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22 May, 2020

Call for nature lockdown stories on Biodiversity Day

Call for nature lockdown stories on Biodiversity Day: Roe deer have been more visible  © Catriona Reid/SNH

Scottish Natural Heritage (SNH) is calling on people to share their memorable stories and images of nature during lockdown.

In these unprecedented and difficult times, many people have reported finding solace in the natural world and being more interested in, and appreciative of, nature as our lives have slowed down with less travelling and more people walking and cycling daily.

In our quieter cities, towns and countryside there have been reports of unusual wildlife sightings – from a fox exploring Waverley station in Edinburgh to a deer perusing the shops in Glasgow’s Buchanan Street.

To celebrate the International Day for Biological Diversity (May 22), SNH wants to hear people’s personal experiences of nature in lockdown, whether that is spotting something new you’ve never noticed before, unusual wildlife, changes to nature locally or finding a deeper connection with the natural world.

Gathering a people’s record of nature during lockdown will complement longer-term scientific research into our growing understanding of the state of nature and the forces influencing it. 

The nature agency is also keen to encourage and support people to develop their interest, learn more and get involved in citizen science.

Staff have produced an online guide to the many nature surveys and activities that people can get involved in from their home, garden or out on a local walk.

Especially now when much professional field work is restricted, citizen science is key in helping to expand our scientific knowledge.

Professor Des Thompson, SNH’s Principal Adviser on Science and Biodiversity, said: “The true impact of Coronavirus restrictions on nature will of course take some time to establish, and there are likely to be both positive and negative impacts.

“The overwhelming positive is that so many people seem to be noticing and connecting much more with nature, and we’d love to hear any unusual or interesting nature moments that the public have experienced during the lockdown.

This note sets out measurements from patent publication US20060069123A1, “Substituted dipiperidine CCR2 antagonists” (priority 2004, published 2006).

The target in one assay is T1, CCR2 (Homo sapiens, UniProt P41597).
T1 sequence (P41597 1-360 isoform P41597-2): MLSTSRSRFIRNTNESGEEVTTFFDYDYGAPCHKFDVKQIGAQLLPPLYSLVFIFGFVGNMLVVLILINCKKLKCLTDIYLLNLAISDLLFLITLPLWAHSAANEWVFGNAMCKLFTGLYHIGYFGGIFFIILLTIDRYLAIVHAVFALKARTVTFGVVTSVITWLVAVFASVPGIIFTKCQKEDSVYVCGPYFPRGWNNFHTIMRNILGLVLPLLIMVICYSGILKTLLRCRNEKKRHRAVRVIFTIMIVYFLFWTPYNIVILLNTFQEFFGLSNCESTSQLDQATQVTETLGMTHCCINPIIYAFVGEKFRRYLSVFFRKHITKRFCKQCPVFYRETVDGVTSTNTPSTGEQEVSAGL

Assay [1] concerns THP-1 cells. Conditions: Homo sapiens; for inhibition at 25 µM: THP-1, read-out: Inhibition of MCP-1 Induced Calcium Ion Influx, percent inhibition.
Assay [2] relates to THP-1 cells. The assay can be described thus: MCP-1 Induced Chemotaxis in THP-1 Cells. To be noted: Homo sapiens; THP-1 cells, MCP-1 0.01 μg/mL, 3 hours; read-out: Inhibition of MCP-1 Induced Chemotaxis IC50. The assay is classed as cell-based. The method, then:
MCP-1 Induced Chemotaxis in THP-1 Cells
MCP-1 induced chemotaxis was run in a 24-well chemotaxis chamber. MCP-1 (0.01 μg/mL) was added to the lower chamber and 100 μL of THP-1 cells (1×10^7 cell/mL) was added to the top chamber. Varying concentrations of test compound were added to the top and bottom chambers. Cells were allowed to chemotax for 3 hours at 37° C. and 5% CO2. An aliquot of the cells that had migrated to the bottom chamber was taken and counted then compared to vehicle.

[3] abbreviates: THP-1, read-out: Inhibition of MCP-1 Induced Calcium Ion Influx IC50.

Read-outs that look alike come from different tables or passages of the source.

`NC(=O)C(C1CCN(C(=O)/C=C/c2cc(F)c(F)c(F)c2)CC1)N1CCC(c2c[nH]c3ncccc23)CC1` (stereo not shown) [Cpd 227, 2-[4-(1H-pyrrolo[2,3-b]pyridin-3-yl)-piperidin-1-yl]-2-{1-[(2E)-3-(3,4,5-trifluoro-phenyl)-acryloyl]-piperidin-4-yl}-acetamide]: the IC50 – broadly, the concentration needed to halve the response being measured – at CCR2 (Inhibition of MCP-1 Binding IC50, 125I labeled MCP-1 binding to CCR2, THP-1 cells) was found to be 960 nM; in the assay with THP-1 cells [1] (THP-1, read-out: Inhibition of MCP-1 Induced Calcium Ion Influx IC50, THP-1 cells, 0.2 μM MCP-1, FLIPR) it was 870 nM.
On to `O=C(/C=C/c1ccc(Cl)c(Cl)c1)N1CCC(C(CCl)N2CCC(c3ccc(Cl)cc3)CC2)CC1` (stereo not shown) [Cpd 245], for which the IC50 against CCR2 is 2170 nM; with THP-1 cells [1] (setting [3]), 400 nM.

“Over the past few weeks we have certainly been seeing animals which are sensitive to disturbance returning to areas they formerly occupied, as well as being more active in the daytime.

“We’ve heard stories of coastal waders benefiting from quieter beaches, roe deer moving closer to populated areas, mammals such as pine martens and badgers becoming more active during daytime and foxes and other urban wildlife moving about more in cities.

 “We urge everyone who can to take the next step and get involved in recording and monitoring nature. Citizen science is not only an enjoyable way to make space for nature in your day, but is also crucial to help us understand and improve the state of Scotland’s nature for the future.”

People can submit their stories and images to BIODIVERSITY@nature.scot. Please include a full name and location.

A full list of citizen science activities that can be enjoyed during lockdown can be found here: https://www.nature.scot/scotlands-biodiversity/biodiversity-what-can-you-do/citizen-science-biodiversity

ENDS

For more information, contact the SNH press office on snhmedia@nature.scot or 0131 316 2655.

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SNH Media
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SNHMEDIA@nature.scot

Scottish Natural Heritage is Scotland's nature agency. We work to improve our natural environment in Scotland and inspire everyone to care more about it. We work to ensure that all nature in Scotland - our key habitats and landscapes, all our green space and our native species - is maintained, enhanced and brings us benefits. It is the job of all of us to achieve a balance in the sensitive management of our natural world in order to maintain and enhance biodiversity. For more information, visit our website at www.nature.scot or follow us on Twitter at https://twitter.com/nature_scot

'S e Dualchas Nàdair na h-Alba buidheann nàdair na h-Alba. Tha sinn ag obair airson ar n-àrainneachd nàdarra ann an Alba a thoirt am feabhas agus a h-uile duine a bhrosnachadh gus barrachd cùraim a ghabhail dhi. Gus am bi an nàdar air fad ann an Alba – ar prìomh àrainnean is chruthan-tìre, ar n-àiteachan uaine gu lèir is ar gnèithean dùthchasach - air an gleidheadh, air an leasachadh 's a' toirt bhuannachdan dhuinn. 'S e an dleastanas a th' oirnn uile co-chothrom ann an stiùireadh faiceallach ar saoghail nàdarra a ruighinn airson bith-iomadachd a ghleidheadh 's a leasachadh. Airson an tuilleadh fios, tadhail air an làraich-lìn againn aig www.nature.scot/gaelic no lean air Twitter sinn aig https://twitter.com/nature_scot

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Roe deer have been more visible  © Catriona Reid/SNH

Roe deer have been more visible © Catriona Reid/SNH

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Wader flock on quieter beach ©Catriona Reid/SNH

Wader flock on quieter beach ©Catriona Reid/SNH

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Ringed plover enjoying the quieter beach at Forvie NNR © Catriona Reid/SNH

Ringed plover enjoying the quieter beach at Forvie NNR © Catriona Reid/SNH

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Citizen science ©Lorne Gill/SNH

Citizen science ©Lorne Gill/SNH

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